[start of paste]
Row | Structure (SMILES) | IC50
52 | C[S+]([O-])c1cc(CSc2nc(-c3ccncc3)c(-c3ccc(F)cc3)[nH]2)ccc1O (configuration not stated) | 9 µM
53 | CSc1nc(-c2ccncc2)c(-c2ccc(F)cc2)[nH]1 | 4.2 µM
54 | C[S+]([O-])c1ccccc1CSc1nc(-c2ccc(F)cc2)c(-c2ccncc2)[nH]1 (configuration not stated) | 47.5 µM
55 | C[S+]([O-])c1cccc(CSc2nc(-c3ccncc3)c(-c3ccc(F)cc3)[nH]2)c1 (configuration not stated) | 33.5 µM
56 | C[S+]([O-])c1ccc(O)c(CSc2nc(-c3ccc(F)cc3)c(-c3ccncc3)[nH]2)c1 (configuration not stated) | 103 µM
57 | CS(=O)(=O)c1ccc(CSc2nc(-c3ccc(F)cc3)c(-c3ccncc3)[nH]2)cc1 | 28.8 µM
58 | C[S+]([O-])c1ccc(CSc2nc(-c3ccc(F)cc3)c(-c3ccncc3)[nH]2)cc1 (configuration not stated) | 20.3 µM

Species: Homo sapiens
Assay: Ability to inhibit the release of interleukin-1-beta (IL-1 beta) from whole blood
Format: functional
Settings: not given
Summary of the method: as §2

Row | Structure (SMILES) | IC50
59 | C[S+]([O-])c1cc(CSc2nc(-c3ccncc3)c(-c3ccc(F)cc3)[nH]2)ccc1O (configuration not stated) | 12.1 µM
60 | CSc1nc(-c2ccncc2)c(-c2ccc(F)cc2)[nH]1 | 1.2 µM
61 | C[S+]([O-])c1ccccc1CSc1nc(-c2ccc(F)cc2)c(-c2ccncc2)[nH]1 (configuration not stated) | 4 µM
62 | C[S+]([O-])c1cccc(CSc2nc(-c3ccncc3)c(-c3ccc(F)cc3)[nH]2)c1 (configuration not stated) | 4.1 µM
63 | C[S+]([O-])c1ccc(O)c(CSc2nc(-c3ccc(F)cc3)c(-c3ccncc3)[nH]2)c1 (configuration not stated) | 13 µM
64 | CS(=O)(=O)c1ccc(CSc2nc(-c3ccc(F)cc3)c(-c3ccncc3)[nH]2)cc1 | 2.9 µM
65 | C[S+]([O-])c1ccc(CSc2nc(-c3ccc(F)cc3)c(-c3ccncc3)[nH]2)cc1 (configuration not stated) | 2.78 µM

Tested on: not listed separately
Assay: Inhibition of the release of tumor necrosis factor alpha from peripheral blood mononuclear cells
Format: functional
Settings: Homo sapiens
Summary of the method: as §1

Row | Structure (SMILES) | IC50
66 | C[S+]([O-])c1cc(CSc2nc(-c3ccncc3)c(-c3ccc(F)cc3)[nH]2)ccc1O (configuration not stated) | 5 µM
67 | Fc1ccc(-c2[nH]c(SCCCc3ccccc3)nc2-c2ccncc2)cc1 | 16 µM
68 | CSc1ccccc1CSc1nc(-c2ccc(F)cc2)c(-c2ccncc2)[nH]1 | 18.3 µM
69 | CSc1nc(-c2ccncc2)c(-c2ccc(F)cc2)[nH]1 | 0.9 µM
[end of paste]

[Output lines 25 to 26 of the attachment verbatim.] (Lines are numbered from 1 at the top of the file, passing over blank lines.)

Settings: Homo sapiens
Summary of the method: as §1